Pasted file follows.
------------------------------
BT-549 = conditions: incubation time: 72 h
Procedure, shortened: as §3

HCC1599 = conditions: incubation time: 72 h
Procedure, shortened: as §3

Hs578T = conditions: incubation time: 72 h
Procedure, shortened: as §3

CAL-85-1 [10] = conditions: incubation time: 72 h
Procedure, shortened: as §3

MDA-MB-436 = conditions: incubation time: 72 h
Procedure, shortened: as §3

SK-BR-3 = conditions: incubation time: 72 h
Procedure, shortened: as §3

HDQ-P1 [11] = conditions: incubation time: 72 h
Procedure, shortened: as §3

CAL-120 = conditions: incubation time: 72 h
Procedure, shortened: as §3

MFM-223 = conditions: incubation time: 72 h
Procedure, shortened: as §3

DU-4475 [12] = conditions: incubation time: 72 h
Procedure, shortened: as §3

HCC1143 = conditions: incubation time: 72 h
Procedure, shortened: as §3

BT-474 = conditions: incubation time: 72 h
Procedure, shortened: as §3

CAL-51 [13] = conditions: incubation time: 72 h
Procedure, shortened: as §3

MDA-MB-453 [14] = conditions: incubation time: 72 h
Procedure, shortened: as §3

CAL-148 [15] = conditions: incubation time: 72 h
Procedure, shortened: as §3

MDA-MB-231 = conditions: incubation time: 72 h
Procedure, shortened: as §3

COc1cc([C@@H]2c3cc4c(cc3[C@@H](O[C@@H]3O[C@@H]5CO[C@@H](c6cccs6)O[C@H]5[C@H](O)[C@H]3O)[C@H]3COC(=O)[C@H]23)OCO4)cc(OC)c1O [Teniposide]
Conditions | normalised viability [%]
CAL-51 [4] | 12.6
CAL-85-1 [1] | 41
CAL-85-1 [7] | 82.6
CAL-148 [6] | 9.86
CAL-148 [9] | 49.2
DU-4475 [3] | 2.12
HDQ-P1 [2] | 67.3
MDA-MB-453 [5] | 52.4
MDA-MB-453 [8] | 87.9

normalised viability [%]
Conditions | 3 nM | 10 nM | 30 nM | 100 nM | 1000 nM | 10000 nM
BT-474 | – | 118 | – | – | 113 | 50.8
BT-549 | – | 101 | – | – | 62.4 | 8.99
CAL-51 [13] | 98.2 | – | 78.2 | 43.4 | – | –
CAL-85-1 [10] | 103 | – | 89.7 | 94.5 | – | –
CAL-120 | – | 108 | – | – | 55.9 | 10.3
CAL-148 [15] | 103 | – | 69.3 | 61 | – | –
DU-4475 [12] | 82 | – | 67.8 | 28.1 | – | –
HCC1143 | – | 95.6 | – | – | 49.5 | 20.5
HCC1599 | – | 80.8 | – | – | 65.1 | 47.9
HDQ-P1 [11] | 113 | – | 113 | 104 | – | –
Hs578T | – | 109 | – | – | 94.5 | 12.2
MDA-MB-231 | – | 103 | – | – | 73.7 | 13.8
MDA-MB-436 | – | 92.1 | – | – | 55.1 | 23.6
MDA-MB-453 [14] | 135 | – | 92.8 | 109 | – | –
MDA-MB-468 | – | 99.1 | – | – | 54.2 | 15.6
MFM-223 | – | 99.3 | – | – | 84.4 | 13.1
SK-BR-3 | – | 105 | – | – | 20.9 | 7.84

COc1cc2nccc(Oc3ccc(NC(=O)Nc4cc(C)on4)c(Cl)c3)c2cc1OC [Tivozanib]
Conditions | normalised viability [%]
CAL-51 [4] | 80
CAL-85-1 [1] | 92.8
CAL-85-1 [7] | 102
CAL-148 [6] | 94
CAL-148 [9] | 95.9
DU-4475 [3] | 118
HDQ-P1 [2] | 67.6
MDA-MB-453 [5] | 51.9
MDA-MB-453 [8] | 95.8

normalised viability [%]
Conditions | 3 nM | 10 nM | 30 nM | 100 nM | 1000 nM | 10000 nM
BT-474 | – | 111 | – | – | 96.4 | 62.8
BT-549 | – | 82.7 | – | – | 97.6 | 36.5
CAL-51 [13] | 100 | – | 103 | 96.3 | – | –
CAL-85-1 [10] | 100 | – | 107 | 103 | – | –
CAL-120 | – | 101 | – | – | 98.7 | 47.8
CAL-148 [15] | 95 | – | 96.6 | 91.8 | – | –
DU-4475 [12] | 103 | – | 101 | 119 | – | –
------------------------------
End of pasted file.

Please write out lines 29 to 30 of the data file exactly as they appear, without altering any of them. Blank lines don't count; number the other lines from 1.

CAL-148 [15] = conditions: incubation time: 72 h
Procedure, shortened: as §3